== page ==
The approach has helped them acquire a good market share in the country and also gain enough goodwill. Providers today trust their products. Ours is a long-standing relationship with GE Healthcare. Many times we have been their first customer to buy new technology. We appreciate this partnership.

How can Medtech companies such as GE Healthcare improve the healthcare delivery scenario in India?
We have already seen that companies such as GE Healthcare have already started manufacturing equipment that suits India’s needs. It has started manufacturing many devices and equipment in India too. I hope that someday, GE will manufacture high-end radiological technologies such as MRIs in India which can be exported to south-east Asian, the Middle East, African countries too.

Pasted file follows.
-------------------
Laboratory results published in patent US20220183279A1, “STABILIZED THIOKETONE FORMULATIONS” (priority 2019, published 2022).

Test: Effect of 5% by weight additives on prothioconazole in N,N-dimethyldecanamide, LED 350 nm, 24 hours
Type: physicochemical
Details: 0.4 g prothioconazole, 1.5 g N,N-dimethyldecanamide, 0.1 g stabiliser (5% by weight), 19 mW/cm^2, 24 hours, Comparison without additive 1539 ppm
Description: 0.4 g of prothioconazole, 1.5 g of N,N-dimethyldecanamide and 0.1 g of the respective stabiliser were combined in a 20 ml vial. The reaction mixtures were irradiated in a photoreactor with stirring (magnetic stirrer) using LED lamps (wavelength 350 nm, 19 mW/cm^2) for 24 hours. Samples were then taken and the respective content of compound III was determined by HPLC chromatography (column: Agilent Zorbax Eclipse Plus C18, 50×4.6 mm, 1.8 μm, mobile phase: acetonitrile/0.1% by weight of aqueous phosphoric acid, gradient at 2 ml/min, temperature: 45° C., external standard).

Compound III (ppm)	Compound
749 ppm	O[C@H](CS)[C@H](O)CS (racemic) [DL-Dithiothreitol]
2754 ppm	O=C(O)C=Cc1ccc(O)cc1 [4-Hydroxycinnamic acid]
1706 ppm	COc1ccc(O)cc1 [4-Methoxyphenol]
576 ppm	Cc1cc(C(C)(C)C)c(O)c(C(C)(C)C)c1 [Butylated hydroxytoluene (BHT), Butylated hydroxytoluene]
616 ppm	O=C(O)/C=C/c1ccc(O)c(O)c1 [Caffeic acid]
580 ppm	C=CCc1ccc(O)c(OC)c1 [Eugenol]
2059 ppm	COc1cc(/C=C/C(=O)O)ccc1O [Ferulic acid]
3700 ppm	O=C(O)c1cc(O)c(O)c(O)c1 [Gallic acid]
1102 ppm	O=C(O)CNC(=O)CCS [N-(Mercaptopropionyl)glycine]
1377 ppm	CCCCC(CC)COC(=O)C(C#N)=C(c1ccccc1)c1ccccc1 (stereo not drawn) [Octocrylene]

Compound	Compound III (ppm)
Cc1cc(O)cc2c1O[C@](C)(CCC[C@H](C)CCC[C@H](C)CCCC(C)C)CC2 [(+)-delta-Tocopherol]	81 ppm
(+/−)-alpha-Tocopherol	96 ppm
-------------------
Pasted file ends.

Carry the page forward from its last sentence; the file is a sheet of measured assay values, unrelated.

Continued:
The second thing is the utilisation of Indian talent. India has a wide talent pool. Companies such as GE Healthcare have already started incubating and training manpower to utilise these advanced technologies. In future, we hope that India can be a great talent provider for the sector.

What are the innovations/technologies that will define the future of healthcare in India?
AI, nanotechnologies, molecular diagnostics are some areas that will define the future. But there is a need for further research so that people can understand it better and utilise it better as well. The acceptance is yet not fully satisfying and we truly need a mindset change. Nevertheless, proper research and evidence will help us in future.